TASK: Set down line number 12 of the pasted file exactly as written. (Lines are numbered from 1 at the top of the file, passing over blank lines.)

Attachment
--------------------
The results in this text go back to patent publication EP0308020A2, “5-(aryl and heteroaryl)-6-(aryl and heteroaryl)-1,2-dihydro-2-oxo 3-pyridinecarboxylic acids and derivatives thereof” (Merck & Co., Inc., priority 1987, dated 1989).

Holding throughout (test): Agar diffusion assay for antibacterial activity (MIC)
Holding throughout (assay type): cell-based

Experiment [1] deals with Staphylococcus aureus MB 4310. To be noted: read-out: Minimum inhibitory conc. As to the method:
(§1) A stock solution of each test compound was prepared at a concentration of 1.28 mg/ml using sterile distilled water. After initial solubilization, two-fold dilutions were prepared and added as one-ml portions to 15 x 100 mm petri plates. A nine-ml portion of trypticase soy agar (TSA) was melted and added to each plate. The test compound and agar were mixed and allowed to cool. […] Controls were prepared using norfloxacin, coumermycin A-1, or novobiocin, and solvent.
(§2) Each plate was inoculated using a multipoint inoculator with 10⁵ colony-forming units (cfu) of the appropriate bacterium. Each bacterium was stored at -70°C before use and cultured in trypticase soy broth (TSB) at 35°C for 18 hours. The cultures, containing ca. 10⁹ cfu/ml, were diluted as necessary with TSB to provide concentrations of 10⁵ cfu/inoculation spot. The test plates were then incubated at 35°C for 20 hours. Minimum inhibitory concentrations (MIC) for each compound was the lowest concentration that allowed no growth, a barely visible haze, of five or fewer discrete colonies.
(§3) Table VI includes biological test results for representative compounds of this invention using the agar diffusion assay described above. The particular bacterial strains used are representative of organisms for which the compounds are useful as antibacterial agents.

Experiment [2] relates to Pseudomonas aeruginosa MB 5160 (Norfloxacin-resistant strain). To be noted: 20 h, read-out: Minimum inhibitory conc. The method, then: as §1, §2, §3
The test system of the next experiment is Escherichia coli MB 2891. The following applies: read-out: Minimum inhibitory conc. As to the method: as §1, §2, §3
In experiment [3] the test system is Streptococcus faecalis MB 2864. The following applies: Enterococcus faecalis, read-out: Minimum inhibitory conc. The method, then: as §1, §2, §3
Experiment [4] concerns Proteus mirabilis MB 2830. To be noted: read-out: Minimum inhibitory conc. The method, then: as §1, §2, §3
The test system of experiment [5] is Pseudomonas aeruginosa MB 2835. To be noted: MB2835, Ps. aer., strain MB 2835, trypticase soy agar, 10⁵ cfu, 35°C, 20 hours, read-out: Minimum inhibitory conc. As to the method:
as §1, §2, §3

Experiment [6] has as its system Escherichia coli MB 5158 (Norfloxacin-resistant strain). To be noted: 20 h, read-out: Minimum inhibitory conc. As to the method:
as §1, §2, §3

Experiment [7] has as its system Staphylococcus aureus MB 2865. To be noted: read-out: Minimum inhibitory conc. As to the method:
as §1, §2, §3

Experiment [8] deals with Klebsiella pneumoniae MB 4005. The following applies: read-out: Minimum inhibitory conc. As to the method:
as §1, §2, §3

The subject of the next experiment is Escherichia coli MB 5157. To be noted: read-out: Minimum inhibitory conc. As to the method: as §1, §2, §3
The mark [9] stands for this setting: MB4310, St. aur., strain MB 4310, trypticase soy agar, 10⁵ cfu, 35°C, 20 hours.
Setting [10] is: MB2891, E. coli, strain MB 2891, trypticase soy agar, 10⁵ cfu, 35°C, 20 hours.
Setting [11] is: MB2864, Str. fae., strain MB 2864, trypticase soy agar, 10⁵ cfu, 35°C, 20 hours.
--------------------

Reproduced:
The test system of experiment [5] is Pseudomonas aeruginosa MB 2835. To be noted: MB2835, Ps. aer., strain MB 2835, trypticase soy agar, 10⁵ cfu, 35°C, 20 hours, read-out: Minimum inhibitory conc. As to the method: